NORWICH (WBNG) — It’s been more than a year since Chenango County rolled out the ability to text 911 in the event of an emergency. Now, they’re saying the texting feature has been successful, and they have other ideas to make calling 911 more efficient. “Call 911 if you can, text if you can’t,” said Jones. Chenango County dispatch only received 32 emergency reports via text message over the course of one year. Despite the lack of texts, officials say the service is working just as it should. To combat this, Chenango County is introducing a solution to help both caller and dispatcher. While the texting feature is a high tech addition, officials say there are still a few drawbacks. “Overall, it is working well for us, we’re getting the expected response from it, which is very low, believe it or not, it’s actually a good thing,” said A. Wesley Jones, chief dispatcher for Chenango County. “Don’t use abbreviations, just talk in a normal conversation, give us all the info we can. It does take a lot longer to process those calls than it would a voice call, which is why it should only be used in certain situations,” said Jones. According to dispatch officials, you should only text 911 if you have a disability or if you feel your life is threatened by making a phone call. “We have a system called smart911.com. People can go on there and create a profile, and when they do that, we already have their information they want us to know. Where they live, what their ailment might be, whatever the case might be, and then we can use that information to speed the call up,” said Jones. If you’d like to signup for smart911, head over to the website.
(WBNG) – A few days after Governor Andrew Cuomo gave veterinary practices in New York State the green light to start re-opening more fully, veterinarians here in the Southern Tier are making sure they have all their safety protocols. “We also have implemented a medication pick-up window for clients so that they necessarily don’t have to come into the building,” said Dr. Sara Shafer, an associate veterinarian. “These are trying times and we’re all doing our very best.” These guidelines include limiting clients in the building, screening staff and clients upon arrival, logging cleaning routines, and enforcing social distancing. Dr. Shafer said the practice will start taking appointments like wellness check-ups, rather than solely focusing on emergency services which they and many other practices had previously done before Cuomo’s announcement. Veterinary care was considered an essential service in the state during the COVID-19 pandemic, and many practices across the state have been operating curbside care, which allows doctors to treats pets while limiting the number of people inside the building. Dr. Diane Wittner is the co-owner of Fur and Feathers Veterinary care, and told 12 News the practice is closely following guidelines listed under the New York State Forward plan. Some pet owners, like Blake McCabe, have expressed their desire to get back to in-person vet visits. Over in Vestal, the Vestal Veterinary Hospital is taking similar measures to enforce a safe experience. “We live with our animals so we obviously have a better understanding of the nuances of their behavior,” McCabe said. “People always talk about stressed an animal gets when they go to the vet, how they don’t want to go. The owners get stressed, too.” Dr. Wittner told 12 News there is no exact time frame to when her practice will allow regular walk-ins to Fur and Feathers, choosing to take it one day at a time.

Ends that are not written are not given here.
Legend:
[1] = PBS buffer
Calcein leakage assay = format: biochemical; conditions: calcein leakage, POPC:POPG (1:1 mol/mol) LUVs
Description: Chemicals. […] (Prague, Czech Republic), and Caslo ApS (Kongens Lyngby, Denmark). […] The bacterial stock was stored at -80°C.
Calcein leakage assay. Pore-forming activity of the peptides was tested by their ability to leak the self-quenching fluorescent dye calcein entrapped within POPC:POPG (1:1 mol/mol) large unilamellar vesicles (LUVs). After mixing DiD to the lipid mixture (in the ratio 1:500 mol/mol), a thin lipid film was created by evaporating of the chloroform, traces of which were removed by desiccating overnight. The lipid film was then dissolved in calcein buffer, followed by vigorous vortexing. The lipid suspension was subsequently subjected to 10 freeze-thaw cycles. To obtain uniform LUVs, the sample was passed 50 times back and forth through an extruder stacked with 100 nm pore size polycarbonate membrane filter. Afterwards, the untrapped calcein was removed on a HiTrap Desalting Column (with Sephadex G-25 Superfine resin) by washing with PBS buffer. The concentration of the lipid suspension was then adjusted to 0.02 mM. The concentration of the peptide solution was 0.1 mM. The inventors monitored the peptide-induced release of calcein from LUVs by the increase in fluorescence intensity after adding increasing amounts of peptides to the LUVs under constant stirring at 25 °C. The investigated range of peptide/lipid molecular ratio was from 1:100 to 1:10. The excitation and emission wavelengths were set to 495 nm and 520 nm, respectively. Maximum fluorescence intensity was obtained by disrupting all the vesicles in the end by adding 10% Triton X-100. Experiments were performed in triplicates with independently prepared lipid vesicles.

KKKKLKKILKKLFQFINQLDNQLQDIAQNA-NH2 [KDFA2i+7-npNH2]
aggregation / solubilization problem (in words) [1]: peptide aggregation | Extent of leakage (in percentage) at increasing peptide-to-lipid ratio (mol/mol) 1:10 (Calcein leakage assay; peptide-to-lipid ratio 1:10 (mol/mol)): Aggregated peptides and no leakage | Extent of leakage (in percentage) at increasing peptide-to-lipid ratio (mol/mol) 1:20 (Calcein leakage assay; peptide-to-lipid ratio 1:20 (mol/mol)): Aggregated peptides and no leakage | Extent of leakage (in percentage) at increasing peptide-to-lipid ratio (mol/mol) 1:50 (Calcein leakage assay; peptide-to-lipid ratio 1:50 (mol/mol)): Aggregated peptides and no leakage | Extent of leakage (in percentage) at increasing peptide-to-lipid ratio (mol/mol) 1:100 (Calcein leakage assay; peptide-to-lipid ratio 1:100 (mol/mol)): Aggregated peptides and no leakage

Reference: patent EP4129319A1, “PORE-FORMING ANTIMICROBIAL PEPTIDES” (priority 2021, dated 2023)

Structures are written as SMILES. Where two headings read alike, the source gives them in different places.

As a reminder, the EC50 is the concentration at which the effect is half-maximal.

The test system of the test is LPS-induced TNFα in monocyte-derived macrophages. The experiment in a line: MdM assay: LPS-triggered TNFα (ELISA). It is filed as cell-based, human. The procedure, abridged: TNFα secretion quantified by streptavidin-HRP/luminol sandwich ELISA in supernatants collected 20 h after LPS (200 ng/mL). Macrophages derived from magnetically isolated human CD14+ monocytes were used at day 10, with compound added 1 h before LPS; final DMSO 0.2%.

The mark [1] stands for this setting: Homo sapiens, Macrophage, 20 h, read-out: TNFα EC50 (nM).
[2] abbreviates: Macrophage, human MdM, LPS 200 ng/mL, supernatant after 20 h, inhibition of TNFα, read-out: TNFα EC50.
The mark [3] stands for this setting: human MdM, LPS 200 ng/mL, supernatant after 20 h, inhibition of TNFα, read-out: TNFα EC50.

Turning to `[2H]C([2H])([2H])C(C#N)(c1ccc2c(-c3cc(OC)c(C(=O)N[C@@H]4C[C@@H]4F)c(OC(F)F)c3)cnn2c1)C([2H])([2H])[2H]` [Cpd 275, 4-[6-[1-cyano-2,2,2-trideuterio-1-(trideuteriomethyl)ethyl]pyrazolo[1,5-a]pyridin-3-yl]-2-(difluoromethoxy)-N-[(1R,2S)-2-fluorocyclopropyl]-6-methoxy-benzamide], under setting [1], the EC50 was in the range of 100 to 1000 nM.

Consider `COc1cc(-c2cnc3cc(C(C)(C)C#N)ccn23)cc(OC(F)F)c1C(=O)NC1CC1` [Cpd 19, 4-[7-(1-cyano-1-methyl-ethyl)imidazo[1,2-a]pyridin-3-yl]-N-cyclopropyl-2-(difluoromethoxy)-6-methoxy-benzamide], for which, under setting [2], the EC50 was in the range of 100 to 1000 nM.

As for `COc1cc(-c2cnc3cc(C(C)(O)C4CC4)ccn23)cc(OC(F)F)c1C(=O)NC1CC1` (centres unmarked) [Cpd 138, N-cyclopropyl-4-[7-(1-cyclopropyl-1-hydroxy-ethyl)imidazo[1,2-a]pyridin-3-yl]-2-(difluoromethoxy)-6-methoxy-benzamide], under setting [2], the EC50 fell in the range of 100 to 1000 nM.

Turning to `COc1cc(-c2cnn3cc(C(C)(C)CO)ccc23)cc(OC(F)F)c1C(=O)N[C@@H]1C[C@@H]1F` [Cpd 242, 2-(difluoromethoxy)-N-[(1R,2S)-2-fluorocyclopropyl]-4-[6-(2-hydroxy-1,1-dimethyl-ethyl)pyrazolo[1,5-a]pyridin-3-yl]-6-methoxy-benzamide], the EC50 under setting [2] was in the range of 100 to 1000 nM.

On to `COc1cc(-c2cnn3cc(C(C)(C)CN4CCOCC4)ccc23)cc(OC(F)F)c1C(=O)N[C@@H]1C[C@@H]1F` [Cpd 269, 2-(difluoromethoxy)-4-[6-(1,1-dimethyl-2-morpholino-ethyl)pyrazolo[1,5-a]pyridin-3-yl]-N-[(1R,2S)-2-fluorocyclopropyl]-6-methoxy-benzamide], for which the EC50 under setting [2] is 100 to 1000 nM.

Officials say Wednesday that the Justice Department’s civil rights division is evaluating whether to initiate investigations under a federal law that protects the rights of people in state-run nursing homes and other facilities. Prosecutors are trying to determine whether state orders requiring admission of COVID-19 patients to nursing homes could have led to deaths. The letters were sent Wednesday to Governor Andrew Cuomo and the governors of New Jersey, Pennsylvania and Michigan. WASHINGTON (AP) – The Justice Department is seeking data from the governors of four states about “orders which may have resulted in the deaths of thousands of elderly nursing home residents.”